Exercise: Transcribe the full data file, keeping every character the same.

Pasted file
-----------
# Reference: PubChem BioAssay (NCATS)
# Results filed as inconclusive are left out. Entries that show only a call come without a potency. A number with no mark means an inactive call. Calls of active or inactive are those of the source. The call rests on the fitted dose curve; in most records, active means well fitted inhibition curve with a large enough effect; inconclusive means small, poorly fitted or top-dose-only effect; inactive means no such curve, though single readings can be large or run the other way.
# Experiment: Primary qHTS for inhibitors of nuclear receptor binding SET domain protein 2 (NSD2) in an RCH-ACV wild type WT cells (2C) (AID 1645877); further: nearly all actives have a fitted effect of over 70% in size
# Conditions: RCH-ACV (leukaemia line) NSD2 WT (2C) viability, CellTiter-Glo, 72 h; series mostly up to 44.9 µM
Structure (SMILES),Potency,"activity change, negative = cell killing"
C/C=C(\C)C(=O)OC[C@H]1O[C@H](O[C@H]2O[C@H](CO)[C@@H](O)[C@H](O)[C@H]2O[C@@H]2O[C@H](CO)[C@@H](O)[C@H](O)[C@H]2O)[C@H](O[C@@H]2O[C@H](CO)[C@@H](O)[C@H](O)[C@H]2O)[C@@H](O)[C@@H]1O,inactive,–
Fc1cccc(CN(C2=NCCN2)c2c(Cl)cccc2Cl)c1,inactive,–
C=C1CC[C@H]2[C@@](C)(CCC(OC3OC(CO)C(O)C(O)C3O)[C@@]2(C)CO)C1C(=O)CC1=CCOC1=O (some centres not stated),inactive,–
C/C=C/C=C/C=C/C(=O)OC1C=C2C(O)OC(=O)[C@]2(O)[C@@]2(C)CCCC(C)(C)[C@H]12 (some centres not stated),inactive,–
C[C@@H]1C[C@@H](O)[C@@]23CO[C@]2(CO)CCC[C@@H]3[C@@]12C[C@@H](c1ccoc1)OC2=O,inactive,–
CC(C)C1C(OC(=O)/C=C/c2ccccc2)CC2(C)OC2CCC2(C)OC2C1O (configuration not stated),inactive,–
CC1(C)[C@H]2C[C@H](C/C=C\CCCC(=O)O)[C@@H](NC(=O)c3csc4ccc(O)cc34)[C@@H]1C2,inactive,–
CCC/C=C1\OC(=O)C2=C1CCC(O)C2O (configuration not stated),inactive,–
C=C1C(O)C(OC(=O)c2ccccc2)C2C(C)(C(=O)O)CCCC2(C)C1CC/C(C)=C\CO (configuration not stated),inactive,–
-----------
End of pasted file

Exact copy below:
# Reference: PubChem BioAssay (NCATS)
# Results filed as inconclusive are left out. Entries that show only a call come without a potency. A number with no mark means an inactive call. Calls of active or inactive are those of the source. The call rests on the fitted dose curve; in most records, active means well fitted inhibition curve with a large enough effect; inconclusive means small, poorly fitted or top-dose-only effect; inactive means no such curve, though single readings can be large or run the other way.
# Experiment: Primary qHTS for inhibitors of nuclear receptor binding SET domain protein 2 (NSD2) in an RCH-ACV wild type WT cells (2C) (AID 1645877); further: nearly all actives have a fitted effect of over 70% in size
# Conditions: RCH-ACV (leukaemia line) NSD2 WT (2C) viability, CellTiter-Glo, 72 h; series mostly up to 44.9 µM
Structure (SMILES),Potency,"activity change, negative = cell killing"
C/C=C(\C)C(=O)OC[C@H]1O[C@H](O[C@H]2O[C@H](CO)[C@@H](O)[C@H](O)[C@H]2O[C@@H]2O[C@H](CO)[C@@H](O)[C@H](O)[C@H]2O)[C@H](O[C@@H]2O[C@H](CO)[C@@H](O)[C@H](O)[C@H]2O)[C@@H](O)[C@@H]1O,inactive,–
Fc1cccc(CN(C2=NCCN2)c2c(Cl)cccc2Cl)c1,inactive,–
C=C1CC[C@H]2[C@@](C)(CCC(OC3OC(CO)C(O)C(O)C3O)[C@@]2(C)CO)C1C(=O)CC1=CCOC1=O (some centres not stated),inactive,–
C/C=C/C=C/C=C/C(=O)OC1C=C2C(O)OC(=O)[C@]2(O)[C@@]2(C)CCCC(C)(C)[C@H]12 (some centres not stated),inactive,–
C[C@@H]1C[C@@H](O)[C@@]23CO[C@]2(CO)CCC[C@@H]3[C@@]12C[C@@H](c1ccoc1)OC2=O,inactive,–
CC(C)C1C(OC(=O)/C=C/c2ccccc2)CC2(C)OC2CCC2(C)OC2C1O (configuration not stated),inactive,–
CC1(C)[C@H]2C[C@H](C/C=C\CCCC(=O)O)[C@@H](NC(=O)c3csc4ccc(O)cc34)[C@@H]1C2,inactive,–
CCC/C=C1\OC(=O)C2=C1CCC(O)C2O (configuration not stated),inactive,–
C=C1C(O)C(OC(=O)c2ccccc2)C2C(C)(C(=O)O)CCCC2(C)C1CC/C(C)=C\CO (configuration not stated),inactive,–